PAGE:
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Pakistan Religious Militants Close Off Crucial Route

by Nadeem Iqbal

Only road link with China
(IPS) ISLAMABAD -- For the last eight days, more than 4,000 religious armed militants have been holding hostage some 1.5 million people who reside in Pakistan's mountainous Northern Areas by cutting off the highway that is the only road link with China.

The blockade, which started on Oct. 24, is being carried out by the extremists of local religious parties, who have blasted the mountains and rolled down rocks and boulders on many places blocking the strategically vital Karakoram highway.

Maulana Ahmed, one of the leaders of these groups, said that they are undertaking the blockade to protest the support of the government of Gen. Pervez Musharraf for the United States in its war against Afghanistan. They are demanding that the government review its policy on Afghanistan and withdraw its support to the United States.

He said that these actions would continue until the government changes its policy.

The religious parties are part of Pakistan-Afghan Defense Council, a broad-based alliance of more than two dozen religious parties of the country that has been holding protest rallies throughout the country in the weeks after the Sept. 11 terror attacks in the United States and Washington's attacks against Afghanistan.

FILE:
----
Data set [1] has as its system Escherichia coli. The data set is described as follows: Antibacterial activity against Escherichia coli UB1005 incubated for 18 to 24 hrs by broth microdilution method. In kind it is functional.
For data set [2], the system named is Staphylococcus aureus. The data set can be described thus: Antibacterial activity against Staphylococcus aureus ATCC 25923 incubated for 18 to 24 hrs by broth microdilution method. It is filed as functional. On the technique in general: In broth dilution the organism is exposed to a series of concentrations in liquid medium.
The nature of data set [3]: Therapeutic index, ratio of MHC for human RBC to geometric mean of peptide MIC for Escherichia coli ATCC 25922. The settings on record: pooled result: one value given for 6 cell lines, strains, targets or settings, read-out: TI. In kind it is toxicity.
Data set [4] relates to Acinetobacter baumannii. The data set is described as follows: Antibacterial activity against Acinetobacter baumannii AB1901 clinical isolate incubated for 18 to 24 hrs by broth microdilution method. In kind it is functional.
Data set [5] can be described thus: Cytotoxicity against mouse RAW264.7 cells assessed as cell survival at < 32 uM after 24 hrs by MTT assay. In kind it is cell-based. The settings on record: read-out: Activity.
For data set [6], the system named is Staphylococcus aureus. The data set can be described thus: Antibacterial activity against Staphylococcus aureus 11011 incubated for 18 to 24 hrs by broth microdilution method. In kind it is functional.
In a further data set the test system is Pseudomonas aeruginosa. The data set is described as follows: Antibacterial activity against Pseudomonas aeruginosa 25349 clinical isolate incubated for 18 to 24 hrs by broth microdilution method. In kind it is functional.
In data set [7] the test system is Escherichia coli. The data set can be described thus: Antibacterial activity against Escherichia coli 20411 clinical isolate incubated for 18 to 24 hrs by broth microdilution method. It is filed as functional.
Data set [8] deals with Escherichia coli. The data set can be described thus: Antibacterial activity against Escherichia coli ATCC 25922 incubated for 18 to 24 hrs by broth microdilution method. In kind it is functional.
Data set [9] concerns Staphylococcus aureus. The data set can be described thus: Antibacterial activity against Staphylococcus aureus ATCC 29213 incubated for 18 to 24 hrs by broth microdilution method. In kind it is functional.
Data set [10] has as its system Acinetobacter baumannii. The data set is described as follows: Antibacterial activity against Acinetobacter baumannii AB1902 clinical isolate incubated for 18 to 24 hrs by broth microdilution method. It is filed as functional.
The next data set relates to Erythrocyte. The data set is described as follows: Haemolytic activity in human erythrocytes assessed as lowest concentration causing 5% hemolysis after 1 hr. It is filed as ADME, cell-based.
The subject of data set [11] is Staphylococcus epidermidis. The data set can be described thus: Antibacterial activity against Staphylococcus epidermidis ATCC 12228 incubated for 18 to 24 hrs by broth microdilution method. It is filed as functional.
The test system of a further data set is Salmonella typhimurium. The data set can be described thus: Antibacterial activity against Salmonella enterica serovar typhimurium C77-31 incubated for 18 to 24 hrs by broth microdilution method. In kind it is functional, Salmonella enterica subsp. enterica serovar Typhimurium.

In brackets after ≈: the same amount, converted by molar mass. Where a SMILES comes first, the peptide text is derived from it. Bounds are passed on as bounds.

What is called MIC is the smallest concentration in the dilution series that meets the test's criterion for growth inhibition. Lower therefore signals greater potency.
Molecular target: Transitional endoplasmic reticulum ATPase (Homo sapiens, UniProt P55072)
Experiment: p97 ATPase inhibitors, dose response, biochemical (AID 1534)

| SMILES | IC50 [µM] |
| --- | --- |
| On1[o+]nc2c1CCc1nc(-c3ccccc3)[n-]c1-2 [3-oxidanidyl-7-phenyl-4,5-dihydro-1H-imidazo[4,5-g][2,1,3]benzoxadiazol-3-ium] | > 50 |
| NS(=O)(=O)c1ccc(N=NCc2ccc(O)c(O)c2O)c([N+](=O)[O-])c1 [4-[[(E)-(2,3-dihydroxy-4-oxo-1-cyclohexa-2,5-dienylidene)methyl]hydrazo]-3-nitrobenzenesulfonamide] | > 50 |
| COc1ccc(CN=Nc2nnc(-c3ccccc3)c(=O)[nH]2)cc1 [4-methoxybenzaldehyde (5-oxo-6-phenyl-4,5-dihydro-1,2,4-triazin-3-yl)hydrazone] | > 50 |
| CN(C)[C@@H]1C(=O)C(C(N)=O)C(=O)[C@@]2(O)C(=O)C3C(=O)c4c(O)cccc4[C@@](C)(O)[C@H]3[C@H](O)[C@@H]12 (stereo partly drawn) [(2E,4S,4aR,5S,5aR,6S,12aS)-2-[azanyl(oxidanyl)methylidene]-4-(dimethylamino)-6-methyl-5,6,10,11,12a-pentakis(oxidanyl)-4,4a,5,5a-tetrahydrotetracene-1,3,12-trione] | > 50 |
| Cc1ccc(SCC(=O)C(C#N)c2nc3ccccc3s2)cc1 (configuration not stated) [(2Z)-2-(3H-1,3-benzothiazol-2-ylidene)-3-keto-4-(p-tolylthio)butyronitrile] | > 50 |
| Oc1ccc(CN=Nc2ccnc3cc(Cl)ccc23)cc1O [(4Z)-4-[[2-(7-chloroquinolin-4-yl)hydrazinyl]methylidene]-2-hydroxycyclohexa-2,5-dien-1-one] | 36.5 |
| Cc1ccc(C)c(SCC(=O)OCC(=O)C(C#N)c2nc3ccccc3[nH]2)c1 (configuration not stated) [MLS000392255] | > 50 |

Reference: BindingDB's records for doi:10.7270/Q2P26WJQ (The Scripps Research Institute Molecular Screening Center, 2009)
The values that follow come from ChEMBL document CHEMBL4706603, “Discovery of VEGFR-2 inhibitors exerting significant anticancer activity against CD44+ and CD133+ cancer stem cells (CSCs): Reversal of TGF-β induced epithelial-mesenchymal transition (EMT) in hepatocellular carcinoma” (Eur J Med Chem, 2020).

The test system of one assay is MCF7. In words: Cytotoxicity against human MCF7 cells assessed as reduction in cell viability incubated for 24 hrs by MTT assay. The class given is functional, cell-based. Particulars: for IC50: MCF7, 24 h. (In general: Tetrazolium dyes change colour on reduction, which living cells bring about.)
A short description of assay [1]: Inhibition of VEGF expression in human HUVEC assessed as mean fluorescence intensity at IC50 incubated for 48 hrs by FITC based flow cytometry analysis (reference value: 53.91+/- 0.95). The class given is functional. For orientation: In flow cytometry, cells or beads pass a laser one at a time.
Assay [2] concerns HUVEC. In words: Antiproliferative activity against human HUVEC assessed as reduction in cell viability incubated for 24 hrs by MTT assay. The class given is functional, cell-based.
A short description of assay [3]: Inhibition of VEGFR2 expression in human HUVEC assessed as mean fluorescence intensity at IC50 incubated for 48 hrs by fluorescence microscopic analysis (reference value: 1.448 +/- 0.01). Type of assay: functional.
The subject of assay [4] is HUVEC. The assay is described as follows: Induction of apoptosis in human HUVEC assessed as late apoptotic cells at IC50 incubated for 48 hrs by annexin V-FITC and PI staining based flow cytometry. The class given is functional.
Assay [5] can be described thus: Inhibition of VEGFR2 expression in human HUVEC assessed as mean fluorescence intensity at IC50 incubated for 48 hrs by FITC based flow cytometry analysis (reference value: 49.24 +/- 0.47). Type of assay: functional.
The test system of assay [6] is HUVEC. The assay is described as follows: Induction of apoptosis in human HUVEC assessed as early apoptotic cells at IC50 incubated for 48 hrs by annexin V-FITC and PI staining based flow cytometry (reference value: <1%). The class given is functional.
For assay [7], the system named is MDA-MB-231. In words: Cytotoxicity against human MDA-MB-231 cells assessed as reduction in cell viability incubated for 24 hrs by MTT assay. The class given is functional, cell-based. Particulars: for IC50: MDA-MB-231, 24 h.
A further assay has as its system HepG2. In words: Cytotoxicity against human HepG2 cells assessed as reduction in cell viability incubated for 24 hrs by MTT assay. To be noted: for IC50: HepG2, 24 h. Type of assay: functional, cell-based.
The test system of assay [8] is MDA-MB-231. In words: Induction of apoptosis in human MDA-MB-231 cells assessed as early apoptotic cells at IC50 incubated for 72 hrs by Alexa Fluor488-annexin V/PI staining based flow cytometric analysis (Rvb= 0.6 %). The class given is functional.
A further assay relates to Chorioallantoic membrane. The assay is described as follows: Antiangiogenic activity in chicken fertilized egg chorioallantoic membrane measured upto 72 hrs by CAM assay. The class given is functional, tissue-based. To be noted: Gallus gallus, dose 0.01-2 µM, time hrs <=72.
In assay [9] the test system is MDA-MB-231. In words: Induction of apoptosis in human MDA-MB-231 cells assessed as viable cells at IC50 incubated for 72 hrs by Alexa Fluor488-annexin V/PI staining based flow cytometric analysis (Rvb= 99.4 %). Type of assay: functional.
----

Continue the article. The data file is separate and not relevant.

Their reactions reflect one aspect of the many pressures that the government of President Musharraf is under after Islamabad chose to distance itself from the Taliban-ruled Afghanistan and side with Washington's "war against terrorism" -- angering Islamic groups and parties in the country in the process.

In a protest rally last week in eastern Lahore city, Qazi Hussain Ahmed, chief of the Jamat-I-Islami party, said that religious groups were planning sit-in protests in Islamabad calling for Musharraf's resignation.

"We will go to Islamabad with full force and we will ask all religious parties to participate," he said. "We will not call off the sit-in until the Musharraf government quits."

The militants have also taken over the airstrip of Chilas city amid speculations that the airstrip is being handed over to the United States use in its nearly one-month old air strikes against Afghanistan. The airstrip is an emergency landing facility for civilian and military aircraft.

There are reports that armed zealots had put landmines at various points along the Karakoram highway.

Besides being equipped with sophisticated weapons including rocket launchers, thousands of armed tribesmen have positioned themselves on mountain slopes on both sides of the Karakoram Highway to thwart efforts to end the blockade.

The 610-km long highway originates near Islamabad and zigzags though the highest mountain range up until the border with China. The Northern Areas are located at the intersection of three majestic mountain ranges of the Karakoram, Hindu Kush and Western Himalayas.

Hundreds of students of religious schools are also roaming in Chilas and have taken over control of oil supply to the cities. There has also been a jailbreak in Chilas district prison and 61 prisoners had escaped.